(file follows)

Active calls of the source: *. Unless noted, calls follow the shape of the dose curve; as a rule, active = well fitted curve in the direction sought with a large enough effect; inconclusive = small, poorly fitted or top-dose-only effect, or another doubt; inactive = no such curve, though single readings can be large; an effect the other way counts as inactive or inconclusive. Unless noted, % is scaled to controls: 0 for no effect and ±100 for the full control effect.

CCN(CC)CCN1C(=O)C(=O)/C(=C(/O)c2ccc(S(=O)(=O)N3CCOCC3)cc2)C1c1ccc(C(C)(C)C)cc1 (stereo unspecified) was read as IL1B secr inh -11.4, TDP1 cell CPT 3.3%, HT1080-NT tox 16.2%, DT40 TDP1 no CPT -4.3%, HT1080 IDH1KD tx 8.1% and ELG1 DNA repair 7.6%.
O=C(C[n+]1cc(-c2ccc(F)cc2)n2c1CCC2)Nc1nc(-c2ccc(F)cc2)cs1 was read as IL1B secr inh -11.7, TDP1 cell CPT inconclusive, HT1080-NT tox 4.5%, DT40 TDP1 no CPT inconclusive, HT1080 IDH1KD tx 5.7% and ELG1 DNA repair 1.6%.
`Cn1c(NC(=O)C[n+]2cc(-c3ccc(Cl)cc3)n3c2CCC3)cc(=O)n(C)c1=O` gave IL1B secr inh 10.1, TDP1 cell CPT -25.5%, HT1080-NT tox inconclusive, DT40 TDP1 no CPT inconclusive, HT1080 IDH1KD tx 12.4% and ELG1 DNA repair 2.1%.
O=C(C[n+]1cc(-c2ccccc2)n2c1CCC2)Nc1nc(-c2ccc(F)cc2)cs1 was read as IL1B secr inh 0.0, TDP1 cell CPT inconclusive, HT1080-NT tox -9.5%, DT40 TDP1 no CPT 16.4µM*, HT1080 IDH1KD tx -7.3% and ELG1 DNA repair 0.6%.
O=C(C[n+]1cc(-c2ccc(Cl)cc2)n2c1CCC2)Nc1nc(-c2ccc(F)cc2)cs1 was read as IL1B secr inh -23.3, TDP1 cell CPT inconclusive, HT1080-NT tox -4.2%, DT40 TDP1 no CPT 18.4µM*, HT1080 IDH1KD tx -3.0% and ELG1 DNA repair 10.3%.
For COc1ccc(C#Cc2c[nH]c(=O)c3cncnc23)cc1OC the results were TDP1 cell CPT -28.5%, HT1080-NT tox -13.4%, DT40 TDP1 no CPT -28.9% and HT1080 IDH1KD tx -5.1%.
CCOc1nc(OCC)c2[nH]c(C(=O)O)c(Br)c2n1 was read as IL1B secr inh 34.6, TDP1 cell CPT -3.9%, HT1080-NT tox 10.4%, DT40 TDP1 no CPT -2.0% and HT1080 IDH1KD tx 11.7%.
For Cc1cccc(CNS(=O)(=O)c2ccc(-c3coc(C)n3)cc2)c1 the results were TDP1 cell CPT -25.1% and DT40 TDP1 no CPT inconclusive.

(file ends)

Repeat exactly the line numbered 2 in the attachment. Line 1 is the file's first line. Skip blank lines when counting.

CCN(CC)CCN1C(=O)C(=O)/C(=C(/O)c2ccc(S(=O)(=O)N3CCOCC3)cc2)C1c1ccc(C(C)(C)C)cc1 (stereo unspecified) was read as IL1B secr inh -11.4, TDP1 cell CPT 3.3%, HT1080-NT tox 16.2%, DT40 TDP1 no CPT -4.3%, HT1080 IDH1KD tx 8.1% and ELG1 DNA repair 7.6%.